I've recently migrated my application to support iOS7 and during that process updated my app icons to use an Asset Catalog; which is all working great in the app. However, in Organizer—and TestFlight—my app icon is missing.

Missing AppIcon in Organizer

The same is also happening in TestFlight—which implies there is something missing from my bundle. Any help would be gratefully received.

  • try to delete the app in organiser and recreate it – Tendulkar Sep 25 '13 at 10:10
  • @Tendulkar I tested this on a new project too, the same thing happens so I don't think that will work; also I think I'll lose all my archive history in order to delete it from Organizer – PaulJ Sep 25 '13 at 10:13
  • Please add iTunesArtwork in your project and delete the app and again ... – Deepesh Sep 25 '13 at 11:29
  • @Deepesh Can you be more specific as to what you think I should try and why you think that will work? Thanks – PaulJ Sep 25 '13 at 15:10
  • I am having a similar problem. However for me the icon appears in organiser, but not in test flight – Robert Wagstaff Sep 26 '13 at 6:30
up vote 13 down vote accepted

So it seems you still need to have the Icon files entry in the app plist that points to an icon that is a resource in the app; even though Xcode removed this when I converted to the catalog; here is the entry that I created manually whilst also keeping the asset catalog:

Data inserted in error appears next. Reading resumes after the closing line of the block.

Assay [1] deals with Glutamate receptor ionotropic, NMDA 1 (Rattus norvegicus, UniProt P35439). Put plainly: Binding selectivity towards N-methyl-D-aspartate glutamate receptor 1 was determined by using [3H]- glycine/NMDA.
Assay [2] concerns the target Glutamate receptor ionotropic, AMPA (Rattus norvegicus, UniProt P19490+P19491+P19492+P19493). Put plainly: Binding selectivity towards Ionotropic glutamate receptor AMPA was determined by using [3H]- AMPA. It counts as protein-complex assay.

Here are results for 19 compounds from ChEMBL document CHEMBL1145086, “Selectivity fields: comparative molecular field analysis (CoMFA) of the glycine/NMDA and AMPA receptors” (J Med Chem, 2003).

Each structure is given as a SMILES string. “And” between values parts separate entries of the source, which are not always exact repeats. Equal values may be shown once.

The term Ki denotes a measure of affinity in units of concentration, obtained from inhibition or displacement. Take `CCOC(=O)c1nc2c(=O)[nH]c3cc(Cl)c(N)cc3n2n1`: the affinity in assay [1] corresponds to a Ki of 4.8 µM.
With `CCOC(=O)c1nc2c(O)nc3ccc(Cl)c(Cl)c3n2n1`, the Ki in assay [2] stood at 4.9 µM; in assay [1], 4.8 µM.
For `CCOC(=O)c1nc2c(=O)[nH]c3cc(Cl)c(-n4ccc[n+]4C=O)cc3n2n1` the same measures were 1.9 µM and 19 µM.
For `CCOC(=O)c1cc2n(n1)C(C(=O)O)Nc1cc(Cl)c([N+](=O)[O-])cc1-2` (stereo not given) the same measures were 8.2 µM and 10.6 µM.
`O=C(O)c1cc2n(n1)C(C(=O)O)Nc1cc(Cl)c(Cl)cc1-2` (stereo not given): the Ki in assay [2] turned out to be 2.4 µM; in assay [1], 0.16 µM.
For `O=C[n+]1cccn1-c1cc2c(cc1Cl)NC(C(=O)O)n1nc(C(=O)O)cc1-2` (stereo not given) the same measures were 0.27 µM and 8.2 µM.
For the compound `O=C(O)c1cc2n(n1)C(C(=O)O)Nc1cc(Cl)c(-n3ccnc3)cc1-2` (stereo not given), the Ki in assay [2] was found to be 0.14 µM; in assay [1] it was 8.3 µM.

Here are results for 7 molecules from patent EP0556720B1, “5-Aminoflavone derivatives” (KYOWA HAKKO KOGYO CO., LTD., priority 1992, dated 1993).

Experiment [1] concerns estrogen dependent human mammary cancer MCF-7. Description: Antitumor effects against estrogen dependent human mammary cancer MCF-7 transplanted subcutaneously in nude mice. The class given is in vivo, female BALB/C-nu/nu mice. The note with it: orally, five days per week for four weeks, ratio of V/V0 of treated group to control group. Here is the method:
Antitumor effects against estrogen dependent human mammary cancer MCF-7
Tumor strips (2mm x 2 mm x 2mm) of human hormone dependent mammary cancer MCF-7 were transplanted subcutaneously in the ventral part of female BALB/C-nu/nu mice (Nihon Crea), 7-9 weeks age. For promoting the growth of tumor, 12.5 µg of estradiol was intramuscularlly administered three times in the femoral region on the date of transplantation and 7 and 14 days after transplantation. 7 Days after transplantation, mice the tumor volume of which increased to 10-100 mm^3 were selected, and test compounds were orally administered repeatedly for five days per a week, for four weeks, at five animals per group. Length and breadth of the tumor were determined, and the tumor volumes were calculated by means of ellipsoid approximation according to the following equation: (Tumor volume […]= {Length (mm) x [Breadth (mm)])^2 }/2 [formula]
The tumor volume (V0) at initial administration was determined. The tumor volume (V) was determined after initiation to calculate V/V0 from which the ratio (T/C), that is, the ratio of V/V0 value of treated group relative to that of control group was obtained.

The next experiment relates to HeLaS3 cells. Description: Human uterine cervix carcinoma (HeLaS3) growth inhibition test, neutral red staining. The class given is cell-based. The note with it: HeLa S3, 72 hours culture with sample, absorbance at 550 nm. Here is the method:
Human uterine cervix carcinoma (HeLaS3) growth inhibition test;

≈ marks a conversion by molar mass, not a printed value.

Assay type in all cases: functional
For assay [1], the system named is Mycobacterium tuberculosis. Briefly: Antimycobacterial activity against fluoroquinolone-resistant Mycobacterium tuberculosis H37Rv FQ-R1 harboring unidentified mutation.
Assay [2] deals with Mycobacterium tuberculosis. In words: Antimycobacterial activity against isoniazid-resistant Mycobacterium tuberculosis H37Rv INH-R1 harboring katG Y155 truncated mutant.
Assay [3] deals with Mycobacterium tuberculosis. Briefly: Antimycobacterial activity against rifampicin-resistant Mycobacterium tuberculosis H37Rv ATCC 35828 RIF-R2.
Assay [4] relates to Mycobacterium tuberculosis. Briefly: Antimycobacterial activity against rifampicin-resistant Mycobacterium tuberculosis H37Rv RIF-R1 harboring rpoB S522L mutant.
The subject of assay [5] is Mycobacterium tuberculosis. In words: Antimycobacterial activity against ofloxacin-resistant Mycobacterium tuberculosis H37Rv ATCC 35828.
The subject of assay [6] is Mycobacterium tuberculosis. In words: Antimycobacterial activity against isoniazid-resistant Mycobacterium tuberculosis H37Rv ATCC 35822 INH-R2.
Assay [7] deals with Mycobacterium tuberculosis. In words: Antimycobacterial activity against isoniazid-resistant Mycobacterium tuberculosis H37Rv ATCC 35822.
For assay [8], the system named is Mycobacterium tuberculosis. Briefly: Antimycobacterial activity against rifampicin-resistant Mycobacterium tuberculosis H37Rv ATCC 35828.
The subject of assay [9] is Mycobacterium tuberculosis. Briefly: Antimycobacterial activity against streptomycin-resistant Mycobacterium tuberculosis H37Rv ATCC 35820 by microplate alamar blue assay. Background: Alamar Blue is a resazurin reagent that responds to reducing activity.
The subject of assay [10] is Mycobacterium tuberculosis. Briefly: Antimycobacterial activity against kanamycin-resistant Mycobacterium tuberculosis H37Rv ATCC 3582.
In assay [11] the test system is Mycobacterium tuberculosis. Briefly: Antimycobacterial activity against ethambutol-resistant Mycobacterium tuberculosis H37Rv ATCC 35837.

plist entry

Note that I have tested this with different icons and this setting does not impact the icons the App actually uses at runtime; this entry appears to only be used by Organizer and TestFlight, thereby solving my problem.

  • 1
    Great! What worked for me was to simply have "Icon File" in the info.plist equal to "Icon.png". I also added the files Icon.png, Icon@2x.png, Icon-72.png and Icon-72@2x.png to Xcode (mine is a universal app). – Robert Wagstaff Sep 26 '13 at 7:20

Yeah while using the Asset Catalog, you may need to do the following to get the App's Icon linked and working for Ad-Hoc distributions / production to be seen in Organiser, Test flight and possibly unknown AppStore locations.


After creating the Asset Catalog, take note of the name of the Launch Images and App Icon names listed in the .xassets in Xcode.

By Default this should be

  • AppIcon
  • LaunchImage

[To see this click on your .xassets folder/icon in Xcode.] (this can be changed, so just take note of this variable for later)


What is created now each build is the following data structures in your .app:

For App Icons:

iPhone

  • AppIcon57x57.png (iPhone non retina) [Notice the Icon name prefix]
  • AppIcon57x57@2x.png (iPhone retina)

And the same format for each of the other icon resolutions.

iPad

  • AppIcon72x72~ipad.png (iPad non retina)
  • AppIcon72x72@2x~ipad.png (iPad retina)

(For iPad it is slightly different postfix)


Main Problem

Now I noticed that in my Info.plist in Xcode 5.0.1 it automatically attempted and failed to create a key for "Icon files (iOS 5)" after completing the creation of the Asset Catalog.